Pictures in the body of emails may require scrolling. And that's fine. But generally, if you're sending me a picture then I'm assuming it's either important or extremely cool.
But what do I do if I can't say it in three sentences and/or it's a scrollable length?!
Then set up a meeting. A face-to-face (may it be via the internet or in-person) meeting. Come prepared. Write that insanely long email you wanted to write, but do it in a text document and title it "Notes for the meeting". Then read it again before the meeting and make sure you are hitting the point(s) you wanted to make in your email -- except verbally.
You'll notice two things with this approach: 1) the feedback is instantaneous. Because it is in person with the person you wanted to communicate with. No need to wait for a reply (if a reply were to happen), and 2) you will have discussed the point(s) you wanted to make much more quickly (and hopefully, more effectively) than you would have if you had sent a long email.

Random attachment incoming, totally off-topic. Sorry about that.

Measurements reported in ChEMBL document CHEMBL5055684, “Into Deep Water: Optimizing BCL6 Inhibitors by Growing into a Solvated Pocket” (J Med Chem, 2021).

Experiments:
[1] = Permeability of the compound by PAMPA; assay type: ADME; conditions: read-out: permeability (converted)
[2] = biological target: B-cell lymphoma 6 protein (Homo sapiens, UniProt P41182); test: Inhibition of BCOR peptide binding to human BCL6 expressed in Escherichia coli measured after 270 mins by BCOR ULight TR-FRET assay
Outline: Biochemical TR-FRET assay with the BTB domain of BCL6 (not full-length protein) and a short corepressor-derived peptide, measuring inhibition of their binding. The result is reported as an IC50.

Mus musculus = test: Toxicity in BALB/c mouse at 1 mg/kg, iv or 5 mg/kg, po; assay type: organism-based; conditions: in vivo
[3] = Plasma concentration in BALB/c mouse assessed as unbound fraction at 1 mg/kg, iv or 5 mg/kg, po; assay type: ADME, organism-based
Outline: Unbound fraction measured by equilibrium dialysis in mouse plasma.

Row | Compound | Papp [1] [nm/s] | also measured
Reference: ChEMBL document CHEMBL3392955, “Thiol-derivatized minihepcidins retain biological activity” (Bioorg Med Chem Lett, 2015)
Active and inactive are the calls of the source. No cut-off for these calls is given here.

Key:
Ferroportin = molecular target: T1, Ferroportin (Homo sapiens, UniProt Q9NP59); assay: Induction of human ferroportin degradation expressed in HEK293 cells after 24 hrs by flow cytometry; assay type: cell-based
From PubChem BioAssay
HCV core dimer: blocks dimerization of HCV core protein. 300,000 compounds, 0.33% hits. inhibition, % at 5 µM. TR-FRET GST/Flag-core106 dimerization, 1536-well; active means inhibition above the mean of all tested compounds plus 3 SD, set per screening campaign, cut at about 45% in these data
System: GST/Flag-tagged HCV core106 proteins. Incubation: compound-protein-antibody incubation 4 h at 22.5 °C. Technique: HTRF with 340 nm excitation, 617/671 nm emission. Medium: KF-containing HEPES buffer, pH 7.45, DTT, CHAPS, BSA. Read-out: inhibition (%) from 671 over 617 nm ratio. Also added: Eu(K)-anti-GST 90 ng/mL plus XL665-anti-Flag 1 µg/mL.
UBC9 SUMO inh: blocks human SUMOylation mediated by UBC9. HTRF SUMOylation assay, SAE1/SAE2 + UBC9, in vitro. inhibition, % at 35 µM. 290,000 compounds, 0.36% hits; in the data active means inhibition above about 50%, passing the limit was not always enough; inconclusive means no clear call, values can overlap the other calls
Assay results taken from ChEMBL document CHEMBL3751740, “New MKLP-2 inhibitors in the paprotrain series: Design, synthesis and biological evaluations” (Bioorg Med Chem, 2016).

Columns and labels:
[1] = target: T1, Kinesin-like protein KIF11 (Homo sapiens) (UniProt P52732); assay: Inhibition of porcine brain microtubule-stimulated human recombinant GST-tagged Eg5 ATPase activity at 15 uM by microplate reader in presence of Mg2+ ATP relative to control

There are some circumstances where long emails are unavoidable: emergencies, rush situations, the only mode of communication... these are three that may have long email only implications.
Also, this is very anecdotal. I personally don't like long emails because I receive many emails a day and would like to address as many as possible. A single long email throws a wrench in that strategy.
Really, if you identify as a long email offender and want to change, think about adopting some concise email guidelines like I have.